4 December 2020

When stars in a binary system reach the end of their life, the more massive of the two stars first evolves into a giant star and then either into a white dwarf, a neutron star or a black hole. If the companion star has meanwhile evolved into a giant star as well from which matter can flow to the compact object, or if the companion is very massive and emits strong stellar winds, this material accumulates in an accretion disk around the compact object. In this process, large amounts of energy are released in the form of X-rays, which is why binary stars like these are called X-ray binaries. The two components can be characterized further by looking into the properties of the X-ray radiation.

3 December 2020

Just like Earth, Mars has polar caps that are covered by a permanent ice sheet. The northern one is the larger of the two polar caps and has a diameter of about 1000 km. The southern polar cap is asymmetrical and with a diameter of 400 km significantly smaller. Both ice caps shwo deep incisions. The northern polar cap therefore resembles a fingerprint and the southern one a fjord-like landscape. In contrast to Earth, we are not only dealing with water ice on Mars, but also with dry ice, i.e. frozen carbon dioxide, which evaporates (more precisely: sublimates) and freezes out again in the course of the Martian seasons. The polar caps then grow significantly compared to their original size.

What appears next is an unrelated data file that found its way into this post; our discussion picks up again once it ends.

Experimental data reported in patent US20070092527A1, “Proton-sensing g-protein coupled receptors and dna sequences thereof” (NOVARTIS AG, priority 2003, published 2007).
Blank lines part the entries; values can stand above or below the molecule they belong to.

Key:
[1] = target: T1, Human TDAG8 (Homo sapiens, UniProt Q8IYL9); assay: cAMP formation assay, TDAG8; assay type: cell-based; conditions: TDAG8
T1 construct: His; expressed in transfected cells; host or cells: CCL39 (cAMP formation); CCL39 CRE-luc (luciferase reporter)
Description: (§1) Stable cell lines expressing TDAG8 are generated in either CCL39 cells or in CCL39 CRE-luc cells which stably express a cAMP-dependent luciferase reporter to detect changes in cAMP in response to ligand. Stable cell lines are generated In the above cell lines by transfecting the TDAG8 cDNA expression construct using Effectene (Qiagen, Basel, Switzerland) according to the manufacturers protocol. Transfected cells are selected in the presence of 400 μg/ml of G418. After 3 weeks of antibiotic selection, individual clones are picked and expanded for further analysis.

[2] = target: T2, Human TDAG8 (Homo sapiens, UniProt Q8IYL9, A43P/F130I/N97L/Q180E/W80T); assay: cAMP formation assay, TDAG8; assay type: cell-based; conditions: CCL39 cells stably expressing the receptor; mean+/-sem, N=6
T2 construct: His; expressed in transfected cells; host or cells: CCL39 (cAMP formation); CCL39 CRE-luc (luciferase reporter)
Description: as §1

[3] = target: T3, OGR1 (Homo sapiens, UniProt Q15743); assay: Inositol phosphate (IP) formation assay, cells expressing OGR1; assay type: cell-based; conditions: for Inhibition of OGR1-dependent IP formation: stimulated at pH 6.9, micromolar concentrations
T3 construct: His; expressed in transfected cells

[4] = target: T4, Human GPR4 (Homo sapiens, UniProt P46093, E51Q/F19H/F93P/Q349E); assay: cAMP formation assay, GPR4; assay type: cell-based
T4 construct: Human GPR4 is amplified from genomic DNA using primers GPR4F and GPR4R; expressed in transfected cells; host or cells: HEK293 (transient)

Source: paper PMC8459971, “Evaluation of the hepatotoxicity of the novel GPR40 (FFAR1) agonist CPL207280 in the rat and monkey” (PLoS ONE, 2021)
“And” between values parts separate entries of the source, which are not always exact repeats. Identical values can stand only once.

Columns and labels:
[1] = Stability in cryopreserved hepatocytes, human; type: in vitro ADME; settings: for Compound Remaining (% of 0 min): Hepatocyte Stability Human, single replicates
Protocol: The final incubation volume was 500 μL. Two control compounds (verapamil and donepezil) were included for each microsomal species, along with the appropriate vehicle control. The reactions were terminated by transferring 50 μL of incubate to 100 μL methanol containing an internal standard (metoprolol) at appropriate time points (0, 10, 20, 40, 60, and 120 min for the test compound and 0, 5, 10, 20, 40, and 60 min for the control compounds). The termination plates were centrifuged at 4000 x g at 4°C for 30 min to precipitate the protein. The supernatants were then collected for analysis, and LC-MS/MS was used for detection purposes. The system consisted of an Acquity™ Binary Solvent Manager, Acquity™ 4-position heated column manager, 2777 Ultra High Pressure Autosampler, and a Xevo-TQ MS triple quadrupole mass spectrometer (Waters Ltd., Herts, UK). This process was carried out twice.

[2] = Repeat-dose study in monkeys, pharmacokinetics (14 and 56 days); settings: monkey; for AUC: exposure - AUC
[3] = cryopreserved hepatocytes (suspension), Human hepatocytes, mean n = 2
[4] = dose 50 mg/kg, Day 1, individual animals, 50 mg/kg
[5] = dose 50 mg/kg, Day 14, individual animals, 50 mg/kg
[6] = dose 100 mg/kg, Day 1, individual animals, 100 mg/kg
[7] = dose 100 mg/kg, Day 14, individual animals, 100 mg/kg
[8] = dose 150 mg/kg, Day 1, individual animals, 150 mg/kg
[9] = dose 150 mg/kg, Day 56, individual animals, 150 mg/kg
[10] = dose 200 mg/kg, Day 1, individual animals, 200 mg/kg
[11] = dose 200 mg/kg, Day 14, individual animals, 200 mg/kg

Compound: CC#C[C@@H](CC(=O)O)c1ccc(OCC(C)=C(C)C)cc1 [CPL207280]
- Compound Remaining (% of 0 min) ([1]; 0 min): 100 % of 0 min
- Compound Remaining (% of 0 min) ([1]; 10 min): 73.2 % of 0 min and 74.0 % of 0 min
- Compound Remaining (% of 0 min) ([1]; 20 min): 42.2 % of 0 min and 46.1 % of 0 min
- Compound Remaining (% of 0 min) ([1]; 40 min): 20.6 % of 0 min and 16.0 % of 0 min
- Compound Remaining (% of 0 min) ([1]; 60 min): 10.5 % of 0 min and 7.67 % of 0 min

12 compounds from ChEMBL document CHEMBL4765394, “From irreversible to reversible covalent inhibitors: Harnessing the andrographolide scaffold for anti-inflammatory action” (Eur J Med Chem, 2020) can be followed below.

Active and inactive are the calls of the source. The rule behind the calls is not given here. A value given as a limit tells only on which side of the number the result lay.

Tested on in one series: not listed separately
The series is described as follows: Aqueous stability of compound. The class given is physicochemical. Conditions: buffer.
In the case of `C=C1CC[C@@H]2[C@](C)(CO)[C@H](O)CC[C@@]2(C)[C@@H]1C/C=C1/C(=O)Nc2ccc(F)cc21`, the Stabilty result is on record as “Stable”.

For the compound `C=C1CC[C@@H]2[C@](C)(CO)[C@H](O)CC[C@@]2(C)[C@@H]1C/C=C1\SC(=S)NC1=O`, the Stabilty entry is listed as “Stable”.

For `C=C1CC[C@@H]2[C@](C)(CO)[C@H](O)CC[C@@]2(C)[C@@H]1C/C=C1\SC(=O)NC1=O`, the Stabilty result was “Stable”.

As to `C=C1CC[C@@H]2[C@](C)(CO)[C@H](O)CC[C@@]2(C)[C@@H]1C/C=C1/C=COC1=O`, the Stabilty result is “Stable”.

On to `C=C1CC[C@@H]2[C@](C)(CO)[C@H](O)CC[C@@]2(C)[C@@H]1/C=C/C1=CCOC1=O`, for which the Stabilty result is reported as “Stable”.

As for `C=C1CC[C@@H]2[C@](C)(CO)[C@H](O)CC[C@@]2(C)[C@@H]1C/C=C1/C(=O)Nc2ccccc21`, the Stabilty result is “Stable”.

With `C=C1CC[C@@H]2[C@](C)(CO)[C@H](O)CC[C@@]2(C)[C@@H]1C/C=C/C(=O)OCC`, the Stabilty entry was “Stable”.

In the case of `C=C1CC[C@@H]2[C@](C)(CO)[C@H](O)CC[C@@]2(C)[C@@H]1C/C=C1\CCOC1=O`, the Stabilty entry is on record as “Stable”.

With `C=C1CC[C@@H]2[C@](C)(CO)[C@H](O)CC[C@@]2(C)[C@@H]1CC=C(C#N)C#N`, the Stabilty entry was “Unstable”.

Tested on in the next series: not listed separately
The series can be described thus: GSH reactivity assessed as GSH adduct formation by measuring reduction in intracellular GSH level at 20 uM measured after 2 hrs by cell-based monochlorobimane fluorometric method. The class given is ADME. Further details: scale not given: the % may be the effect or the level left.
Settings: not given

2 December 2020

To honor the Arecibo telescope that was destroyed yesterday, we celebrate one of its greatest discoveries today: the planets discovered around the pulsar PSR B1257+ 12 in 1992 by Aleksander Wolszczan and Dale Frail. Pulsars are rapidly rotating neutron stars. Their radiation is very focussed and strikes the Earth regularly, like the beam of a lighthouse. When pulsars are surrounded by planets, their signals show measurable shifts. Both the pulsar and the planet move around their common center of gravity and the pulsar's radiation therefore has to travel sometimes more, sometimes less distance to us. Since neutron stars are one of the final stages of stellar evolution and it's unclear if their planets already existed before the supernova explosion that formed them, their planets are often omitted. That's why 51 Pegasi b is considered the first confirmed exoplanet today.

1 December 2020

The Moon is colourful! Admittedly, you have to enhance the colours like in this picture to actually see it, but different areas on the surface of the Moon actually have slightly different colours. The colour deviations are caused by the reflectivity of the Moon rocks and their different chemical compositions. The metal content of the volcanic rock, especially iron and titanium, is crucial here. When you look closer, an image with normal colour contrast already shows slight colour deviations in the darker areas. Nevertheless, the strongest influence on the colour of the Moon as we see it, is Earth's atmosphere. For example, near the horizon, the Moon often appears in orange.